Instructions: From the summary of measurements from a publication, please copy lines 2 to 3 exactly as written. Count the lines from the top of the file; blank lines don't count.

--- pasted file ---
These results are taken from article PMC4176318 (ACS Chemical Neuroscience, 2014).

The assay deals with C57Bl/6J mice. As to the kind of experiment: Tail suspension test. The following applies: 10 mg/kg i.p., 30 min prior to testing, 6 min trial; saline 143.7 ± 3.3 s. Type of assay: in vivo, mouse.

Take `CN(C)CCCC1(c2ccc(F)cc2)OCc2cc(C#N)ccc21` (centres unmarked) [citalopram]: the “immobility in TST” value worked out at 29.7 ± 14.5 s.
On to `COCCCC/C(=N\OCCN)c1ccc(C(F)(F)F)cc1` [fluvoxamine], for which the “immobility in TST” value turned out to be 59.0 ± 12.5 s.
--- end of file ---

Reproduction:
The assay deals with C57Bl/6J mice. As to the kind of experiment: Tail suspension test. The following applies: 10 mg/kg i.p., 30 min prior to testing, 6 min trial; saline 143.7 ± 3.3 s. Type of assay: in vivo, mouse.

Take `CN(C)CCCC1(c2ccc(F)cc2)OCc2cc(C#N)ccc21` (centres unmarked) [citalopram]: the “immobility in TST” value worked out at 29.7 ± 14.5 s.